Of all the special events on the elementary school calendar this fall, the one my kindergartner is looking forward to most is the school’s Veterans Day assembly on Nov. 11. Why? Because he knows his grandfather, an Army veteran, will come to his school.

Whether your school is planning a big Veterans Day event or a simple observance, you can make it more meaningful to students by helping them see a personal connection to their lives. It can be hard for some students to understand what a veteran is, but it makes a big impression on them if they learn that someone they know served in Vietnam or Iraq.

Ask around to find out if any school staff members are veterans, and if they are willing to share their experiences with students. Last year students at Pioneer Heritage Middle School in Frisco, Texas, discovered they had a personal connection to the conflict in Afghanistan. A science teacher and Army reservist shared her experiences with students during a week of PTO-sponsored activities to raise awareness and raise funds for a local veterans memorial. The teacher demonstrated how to pack and carry a 50-pound rucksack, letting students try it on for size. (The week of activities earned the PTO the 2014 Parent Group of the Year award for Outstanding Community Service.)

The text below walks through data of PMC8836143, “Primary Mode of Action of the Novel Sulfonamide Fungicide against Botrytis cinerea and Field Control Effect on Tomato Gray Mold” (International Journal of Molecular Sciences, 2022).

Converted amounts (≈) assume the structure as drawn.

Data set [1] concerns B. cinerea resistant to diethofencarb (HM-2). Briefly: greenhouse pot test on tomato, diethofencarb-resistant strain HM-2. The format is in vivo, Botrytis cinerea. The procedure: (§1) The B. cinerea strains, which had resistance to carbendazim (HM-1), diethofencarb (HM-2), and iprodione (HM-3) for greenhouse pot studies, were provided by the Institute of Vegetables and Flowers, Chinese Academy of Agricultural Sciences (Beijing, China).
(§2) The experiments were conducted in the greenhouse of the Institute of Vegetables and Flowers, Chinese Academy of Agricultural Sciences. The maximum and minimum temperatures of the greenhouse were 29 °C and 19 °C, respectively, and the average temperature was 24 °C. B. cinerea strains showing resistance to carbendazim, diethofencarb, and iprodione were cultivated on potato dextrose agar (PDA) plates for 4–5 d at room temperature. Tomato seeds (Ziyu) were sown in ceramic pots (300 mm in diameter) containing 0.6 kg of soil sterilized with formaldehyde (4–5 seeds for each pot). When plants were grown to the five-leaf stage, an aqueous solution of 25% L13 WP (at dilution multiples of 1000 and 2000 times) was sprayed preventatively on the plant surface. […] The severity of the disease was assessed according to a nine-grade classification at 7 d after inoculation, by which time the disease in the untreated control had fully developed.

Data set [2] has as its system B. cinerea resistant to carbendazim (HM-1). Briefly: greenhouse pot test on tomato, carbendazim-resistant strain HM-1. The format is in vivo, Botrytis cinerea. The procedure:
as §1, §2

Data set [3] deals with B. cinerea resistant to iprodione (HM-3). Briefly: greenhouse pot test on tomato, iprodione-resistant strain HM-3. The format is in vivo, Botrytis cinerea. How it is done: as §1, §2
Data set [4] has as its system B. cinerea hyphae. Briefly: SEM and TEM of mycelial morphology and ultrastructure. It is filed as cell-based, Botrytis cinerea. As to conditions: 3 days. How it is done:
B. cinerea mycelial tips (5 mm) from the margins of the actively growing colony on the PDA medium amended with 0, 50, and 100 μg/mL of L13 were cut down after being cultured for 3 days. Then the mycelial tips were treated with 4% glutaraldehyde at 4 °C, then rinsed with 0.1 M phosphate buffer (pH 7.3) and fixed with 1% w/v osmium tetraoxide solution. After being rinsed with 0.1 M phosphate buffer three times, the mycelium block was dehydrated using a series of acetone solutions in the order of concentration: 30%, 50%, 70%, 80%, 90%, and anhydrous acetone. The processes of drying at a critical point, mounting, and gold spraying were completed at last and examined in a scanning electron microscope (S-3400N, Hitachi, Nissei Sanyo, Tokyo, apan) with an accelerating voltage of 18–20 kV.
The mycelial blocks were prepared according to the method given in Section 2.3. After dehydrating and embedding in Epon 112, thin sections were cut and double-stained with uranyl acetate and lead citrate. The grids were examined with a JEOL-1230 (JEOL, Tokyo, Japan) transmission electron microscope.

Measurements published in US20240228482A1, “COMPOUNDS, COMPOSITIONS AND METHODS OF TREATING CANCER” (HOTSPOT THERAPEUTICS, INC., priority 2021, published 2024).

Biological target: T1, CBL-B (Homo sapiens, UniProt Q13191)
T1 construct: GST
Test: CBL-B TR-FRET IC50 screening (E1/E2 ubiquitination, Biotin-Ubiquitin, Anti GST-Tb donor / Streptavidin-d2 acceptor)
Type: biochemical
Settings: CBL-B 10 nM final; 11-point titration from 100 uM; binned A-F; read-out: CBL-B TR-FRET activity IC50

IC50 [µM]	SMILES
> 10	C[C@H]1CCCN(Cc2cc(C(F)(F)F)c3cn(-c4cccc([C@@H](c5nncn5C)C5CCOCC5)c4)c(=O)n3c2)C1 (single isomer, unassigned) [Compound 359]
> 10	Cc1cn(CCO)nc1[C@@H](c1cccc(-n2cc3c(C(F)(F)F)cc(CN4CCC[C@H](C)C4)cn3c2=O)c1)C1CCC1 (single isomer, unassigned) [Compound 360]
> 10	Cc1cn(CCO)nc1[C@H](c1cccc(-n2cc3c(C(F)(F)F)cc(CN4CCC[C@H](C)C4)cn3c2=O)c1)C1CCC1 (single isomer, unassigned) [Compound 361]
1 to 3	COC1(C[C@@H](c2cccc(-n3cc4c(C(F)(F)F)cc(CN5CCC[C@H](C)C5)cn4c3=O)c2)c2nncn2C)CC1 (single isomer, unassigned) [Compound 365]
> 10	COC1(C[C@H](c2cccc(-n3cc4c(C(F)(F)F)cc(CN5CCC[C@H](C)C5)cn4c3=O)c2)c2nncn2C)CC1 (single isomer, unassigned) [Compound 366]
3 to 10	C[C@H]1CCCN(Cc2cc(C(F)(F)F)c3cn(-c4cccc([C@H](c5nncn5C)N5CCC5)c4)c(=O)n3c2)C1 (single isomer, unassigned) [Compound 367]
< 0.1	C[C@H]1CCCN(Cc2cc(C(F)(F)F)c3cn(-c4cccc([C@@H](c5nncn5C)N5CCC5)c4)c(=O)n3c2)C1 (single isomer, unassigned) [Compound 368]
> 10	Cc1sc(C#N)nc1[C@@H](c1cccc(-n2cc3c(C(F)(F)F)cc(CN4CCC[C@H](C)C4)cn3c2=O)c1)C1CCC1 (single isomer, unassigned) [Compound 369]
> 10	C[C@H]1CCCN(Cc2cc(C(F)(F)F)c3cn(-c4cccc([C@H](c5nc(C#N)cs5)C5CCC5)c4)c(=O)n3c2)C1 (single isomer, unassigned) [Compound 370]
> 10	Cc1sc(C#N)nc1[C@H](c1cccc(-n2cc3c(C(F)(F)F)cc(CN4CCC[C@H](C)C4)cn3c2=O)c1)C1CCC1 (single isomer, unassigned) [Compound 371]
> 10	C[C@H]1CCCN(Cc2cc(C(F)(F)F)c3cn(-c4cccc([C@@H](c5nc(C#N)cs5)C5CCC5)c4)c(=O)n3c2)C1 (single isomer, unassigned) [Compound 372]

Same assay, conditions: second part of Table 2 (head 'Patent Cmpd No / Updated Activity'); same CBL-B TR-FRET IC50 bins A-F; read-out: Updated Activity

Another option is to invite veterans or active-duty service members from the community. Each year the J.E.J. Moore Middle School in Disputanta, Va., invites active-duty soldiers to a candid question and answer session, called “Straight Talk With Soldiers.” Classes write thank-you notes to the soldiers, as well as notes that are sent to other veterans in the community.

Or you can invite students’ family members who served to the school and recognize them during a program, like my son’s school does. After last year’s program, my son and his grandfather had their photo taken in front of a patriotic backdrop. The photo was included in a special spread in the yearbook. As an early elementary student, my son is still learning what Veterans Day is all about, but what he does knows is that it’s a special day, and that his grandfather is among a very special group of people.